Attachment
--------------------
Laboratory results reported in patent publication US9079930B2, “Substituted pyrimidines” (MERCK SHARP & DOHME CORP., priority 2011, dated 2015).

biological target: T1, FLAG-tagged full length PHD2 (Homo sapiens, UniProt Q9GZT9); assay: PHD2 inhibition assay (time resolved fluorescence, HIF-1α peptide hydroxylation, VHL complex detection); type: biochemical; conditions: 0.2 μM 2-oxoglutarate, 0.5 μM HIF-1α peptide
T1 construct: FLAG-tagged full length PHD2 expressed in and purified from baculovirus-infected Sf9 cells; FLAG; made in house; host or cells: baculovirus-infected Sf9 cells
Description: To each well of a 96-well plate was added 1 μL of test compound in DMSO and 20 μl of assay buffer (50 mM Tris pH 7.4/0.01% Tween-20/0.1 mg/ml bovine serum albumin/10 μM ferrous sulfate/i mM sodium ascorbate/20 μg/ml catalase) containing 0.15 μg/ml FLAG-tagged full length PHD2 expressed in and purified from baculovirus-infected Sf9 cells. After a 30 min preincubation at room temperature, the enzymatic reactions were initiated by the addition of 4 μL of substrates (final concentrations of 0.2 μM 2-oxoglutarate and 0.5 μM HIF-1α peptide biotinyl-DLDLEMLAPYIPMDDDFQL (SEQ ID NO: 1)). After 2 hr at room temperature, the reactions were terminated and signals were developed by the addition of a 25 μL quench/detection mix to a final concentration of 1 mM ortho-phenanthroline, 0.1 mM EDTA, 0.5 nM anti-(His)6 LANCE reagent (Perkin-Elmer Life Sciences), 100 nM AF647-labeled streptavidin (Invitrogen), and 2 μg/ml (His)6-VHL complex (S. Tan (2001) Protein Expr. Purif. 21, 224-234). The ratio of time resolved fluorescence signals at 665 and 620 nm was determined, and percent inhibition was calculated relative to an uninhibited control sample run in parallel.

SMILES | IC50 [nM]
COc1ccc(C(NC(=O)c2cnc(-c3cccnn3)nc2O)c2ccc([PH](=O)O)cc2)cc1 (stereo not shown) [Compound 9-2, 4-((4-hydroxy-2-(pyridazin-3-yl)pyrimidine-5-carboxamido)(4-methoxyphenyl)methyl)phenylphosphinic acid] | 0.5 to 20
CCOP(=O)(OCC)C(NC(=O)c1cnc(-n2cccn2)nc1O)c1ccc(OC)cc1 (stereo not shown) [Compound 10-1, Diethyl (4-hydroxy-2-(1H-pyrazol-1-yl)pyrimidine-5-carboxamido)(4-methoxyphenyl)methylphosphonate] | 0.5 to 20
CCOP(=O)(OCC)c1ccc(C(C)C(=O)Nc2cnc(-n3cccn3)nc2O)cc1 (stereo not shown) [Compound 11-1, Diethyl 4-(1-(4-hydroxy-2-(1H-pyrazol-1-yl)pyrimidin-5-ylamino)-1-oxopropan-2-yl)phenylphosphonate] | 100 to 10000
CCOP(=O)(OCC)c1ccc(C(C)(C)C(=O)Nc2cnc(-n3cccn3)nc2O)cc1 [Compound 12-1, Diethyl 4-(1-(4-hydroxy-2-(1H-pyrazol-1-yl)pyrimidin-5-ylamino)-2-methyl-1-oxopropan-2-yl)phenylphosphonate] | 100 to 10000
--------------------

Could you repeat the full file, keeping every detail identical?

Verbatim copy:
Laboratory results reported in patent publication US9079930B2, “Substituted pyrimidines” (MERCK SHARP & DOHME CORP., priority 2011, dated 2015).

biological target: T1, FLAG-tagged full length PHD2 (Homo sapiens, UniProt Q9GZT9); assay: PHD2 inhibition assay (time resolved fluorescence, HIF-1α peptide hydroxylation, VHL complex detection); type: biochemical; conditions: 0.2 μM 2-oxoglutarate, 0.5 μM HIF-1α peptide
T1 construct: FLAG-tagged full length PHD2 expressed in and purified from baculovirus-infected Sf9 cells; FLAG; made in house; host or cells: baculovirus-infected Sf9 cells
Description: To each well of a 96-well plate was added 1 μL of test compound in DMSO and 20 μl of assay buffer (50 mM Tris pH 7.4/0.01% Tween-20/0.1 mg/ml bovine serum albumin/10 μM ferrous sulfate/i mM sodium ascorbate/20 μg/ml catalase) containing 0.15 μg/ml FLAG-tagged full length PHD2 expressed in and purified from baculovirus-infected Sf9 cells. After a 30 min preincubation at room temperature, the enzymatic reactions were initiated by the addition of 4 μL of substrates (final concentrations of 0.2 μM 2-oxoglutarate and 0.5 μM HIF-1α peptide biotinyl-DLDLEMLAPYIPMDDDFQL (SEQ ID NO: 1)). After 2 hr at room temperature, the reactions were terminated and signals were developed by the addition of a 25 μL quench/detection mix to a final concentration of 1 mM ortho-phenanthroline, 0.1 mM EDTA, 0.5 nM anti-(His)6 LANCE reagent (Perkin-Elmer Life Sciences), 100 nM AF647-labeled streptavidin (Invitrogen), and 2 μg/ml (His)6-VHL complex (S. Tan (2001) Protein Expr. Purif. 21, 224-234). The ratio of time resolved fluorescence signals at 665 and 620 nm was determined, and percent inhibition was calculated relative to an uninhibited control sample run in parallel.

SMILES | IC50 [nM]
COc1ccc(C(NC(=O)c2cnc(-c3cccnn3)nc2O)c2ccc([PH](=O)O)cc2)cc1 (stereo not shown) [Compound 9-2, 4-((4-hydroxy-2-(pyridazin-3-yl)pyrimidine-5-carboxamido)(4-methoxyphenyl)methyl)phenylphosphinic acid] | 0.5 to 20
CCOP(=O)(OCC)C(NC(=O)c1cnc(-n2cccn2)nc1O)c1ccc(OC)cc1 (stereo not shown) [Compound 10-1, Diethyl (4-hydroxy-2-(1H-pyrazol-1-yl)pyrimidine-5-carboxamido)(4-methoxyphenyl)methylphosphonate] | 0.5 to 20
CCOP(=O)(OCC)c1ccc(C(C)C(=O)Nc2cnc(-n3cccn3)nc2O)cc1 (stereo not shown) [Compound 11-1, Diethyl 4-(1-(4-hydroxy-2-(1H-pyrazol-1-yl)pyrimidin-5-ylamino)-1-oxopropan-2-yl)phenylphosphonate] | 100 to 10000
CCOP(=O)(OCC)c1ccc(C(C)(C)C(=O)Nc2cnc(-n3cccn3)nc2O)cc1 [Compound 12-1, Diethyl 4-(1-(4-hydroxy-2-(1H-pyrazol-1-yl)pyrimidin-5-ylamino)-2-methyl-1-oxopropan-2-yl)phenylphosphonate] | 100 to 10000